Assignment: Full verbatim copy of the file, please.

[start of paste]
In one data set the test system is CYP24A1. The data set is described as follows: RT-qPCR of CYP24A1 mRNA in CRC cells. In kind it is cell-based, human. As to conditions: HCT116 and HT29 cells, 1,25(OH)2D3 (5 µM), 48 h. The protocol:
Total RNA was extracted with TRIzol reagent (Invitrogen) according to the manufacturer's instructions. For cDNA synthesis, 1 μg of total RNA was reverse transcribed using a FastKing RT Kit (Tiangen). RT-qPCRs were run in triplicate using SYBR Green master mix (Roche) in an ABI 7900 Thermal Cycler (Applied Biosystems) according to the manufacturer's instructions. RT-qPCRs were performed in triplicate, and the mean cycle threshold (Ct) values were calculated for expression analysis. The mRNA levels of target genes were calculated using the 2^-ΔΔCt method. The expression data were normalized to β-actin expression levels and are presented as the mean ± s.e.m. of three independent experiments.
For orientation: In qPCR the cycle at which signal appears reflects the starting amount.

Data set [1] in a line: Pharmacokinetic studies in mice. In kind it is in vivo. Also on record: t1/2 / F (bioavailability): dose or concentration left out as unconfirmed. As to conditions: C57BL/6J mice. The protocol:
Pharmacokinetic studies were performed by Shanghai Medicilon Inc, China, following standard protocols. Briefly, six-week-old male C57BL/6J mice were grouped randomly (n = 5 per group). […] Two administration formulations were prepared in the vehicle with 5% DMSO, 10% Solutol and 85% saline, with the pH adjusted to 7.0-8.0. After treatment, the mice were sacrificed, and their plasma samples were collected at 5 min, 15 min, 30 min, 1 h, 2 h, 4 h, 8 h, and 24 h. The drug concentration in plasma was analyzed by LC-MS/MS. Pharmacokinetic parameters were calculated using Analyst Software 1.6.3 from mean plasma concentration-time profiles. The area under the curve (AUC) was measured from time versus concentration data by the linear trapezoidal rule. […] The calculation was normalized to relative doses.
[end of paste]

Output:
In one data set the test system is CYP24A1. The data set is described as follows: RT-qPCR of CYP24A1 mRNA in CRC cells. In kind it is cell-based, human. As to conditions: HCT116 and HT29 cells, 1,25(OH)2D3 (5 µM), 48 h. The protocol:
Total RNA was extracted with TRIzol reagent (Invitrogen) according to the manufacturer's instructions. For cDNA synthesis, 1 μg of total RNA was reverse transcribed using a FastKing RT Kit (Tiangen). RT-qPCRs were run in triplicate using SYBR Green master mix (Roche) in an ABI 7900 Thermal Cycler (Applied Biosystems) according to the manufacturer's instructions. RT-qPCRs were performed in triplicate, and the mean cycle threshold (Ct) values were calculated for expression analysis. The mRNA levels of target genes were calculated using the 2^-ΔΔCt method. The expression data were normalized to β-actin expression levels and are presented as the mean ± s.e.m. of three independent experiments.
For orientation: In qPCR the cycle at which signal appears reflects the starting amount.

Data set [1] in a line: Pharmacokinetic studies in mice. In kind it is in vivo. Also on record: t1/2 / F (bioavailability): dose or concentration left out as unconfirmed. As to conditions: C57BL/6J mice. The protocol:
Pharmacokinetic studies were performed by Shanghai Medicilon Inc, China, following standard protocols. Briefly, six-week-old male C57BL/6J mice were grouped randomly (n = 5 per group). […] Two administration formulations were prepared in the vehicle with 5% DMSO, 10% Solutol and 85% saline, with the pH adjusted to 7.0-8.0. After treatment, the mice were sacrificed, and their plasma samples were collected at 5 min, 15 min, 30 min, 1 h, 2 h, 4 h, 8 h, and 24 h. The drug concentration in plasma was analyzed by LC-MS/MS. Pharmacokinetic parameters were calculated using Analyst Software 1.6.3 from mean plasma concentration-time profiles. The area under the curve (AUC) was measured from time versus concentration data by the linear trapezoidal rule. […] The calculation was normalized to relative doses.